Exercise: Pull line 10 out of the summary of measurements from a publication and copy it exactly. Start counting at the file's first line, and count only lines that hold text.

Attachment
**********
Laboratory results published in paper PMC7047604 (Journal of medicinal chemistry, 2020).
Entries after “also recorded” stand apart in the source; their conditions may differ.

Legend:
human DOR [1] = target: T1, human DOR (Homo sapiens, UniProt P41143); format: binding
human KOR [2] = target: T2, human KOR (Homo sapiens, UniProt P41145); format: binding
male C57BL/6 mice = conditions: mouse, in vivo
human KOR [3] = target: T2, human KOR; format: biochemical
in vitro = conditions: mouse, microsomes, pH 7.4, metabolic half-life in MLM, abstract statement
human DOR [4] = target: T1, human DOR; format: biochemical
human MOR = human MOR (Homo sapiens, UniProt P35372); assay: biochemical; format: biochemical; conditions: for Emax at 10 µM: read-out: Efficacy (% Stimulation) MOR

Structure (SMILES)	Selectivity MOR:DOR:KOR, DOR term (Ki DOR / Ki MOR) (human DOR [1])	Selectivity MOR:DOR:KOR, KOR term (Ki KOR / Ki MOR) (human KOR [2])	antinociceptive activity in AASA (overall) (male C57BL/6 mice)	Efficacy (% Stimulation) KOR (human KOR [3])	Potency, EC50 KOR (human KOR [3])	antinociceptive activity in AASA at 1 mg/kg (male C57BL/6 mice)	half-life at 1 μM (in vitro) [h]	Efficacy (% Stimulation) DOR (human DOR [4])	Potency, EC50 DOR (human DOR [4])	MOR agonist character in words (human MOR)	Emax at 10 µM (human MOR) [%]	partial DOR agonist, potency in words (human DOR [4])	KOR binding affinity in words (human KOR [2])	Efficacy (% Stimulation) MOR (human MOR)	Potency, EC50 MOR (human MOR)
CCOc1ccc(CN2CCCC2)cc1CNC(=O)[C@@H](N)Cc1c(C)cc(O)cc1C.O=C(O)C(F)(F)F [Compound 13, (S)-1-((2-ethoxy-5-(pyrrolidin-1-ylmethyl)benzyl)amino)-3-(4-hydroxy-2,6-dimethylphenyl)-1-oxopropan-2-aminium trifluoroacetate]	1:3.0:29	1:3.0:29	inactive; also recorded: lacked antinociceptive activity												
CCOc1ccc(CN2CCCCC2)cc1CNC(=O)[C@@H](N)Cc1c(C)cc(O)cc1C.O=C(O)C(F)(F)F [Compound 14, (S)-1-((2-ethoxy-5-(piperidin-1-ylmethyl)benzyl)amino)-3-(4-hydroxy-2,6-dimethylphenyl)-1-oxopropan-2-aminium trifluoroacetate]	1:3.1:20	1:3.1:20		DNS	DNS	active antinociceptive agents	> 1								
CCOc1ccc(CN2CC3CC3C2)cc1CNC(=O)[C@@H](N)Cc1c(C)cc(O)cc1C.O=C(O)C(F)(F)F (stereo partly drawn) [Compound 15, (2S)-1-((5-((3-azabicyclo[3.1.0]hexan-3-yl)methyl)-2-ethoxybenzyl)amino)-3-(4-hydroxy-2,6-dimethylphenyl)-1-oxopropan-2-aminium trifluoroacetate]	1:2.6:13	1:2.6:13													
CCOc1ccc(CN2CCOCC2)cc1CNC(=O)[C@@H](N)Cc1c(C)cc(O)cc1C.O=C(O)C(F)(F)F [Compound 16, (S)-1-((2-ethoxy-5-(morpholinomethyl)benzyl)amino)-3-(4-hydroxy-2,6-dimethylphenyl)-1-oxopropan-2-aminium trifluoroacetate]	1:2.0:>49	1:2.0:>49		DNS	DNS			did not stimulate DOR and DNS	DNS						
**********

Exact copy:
human MOR = human MOR (Homo sapiens, UniProt P35372); assay: biochemical; format: biochemical; conditions: for Emax at 10 µM: read-out: Efficacy (% Stimulation) MOR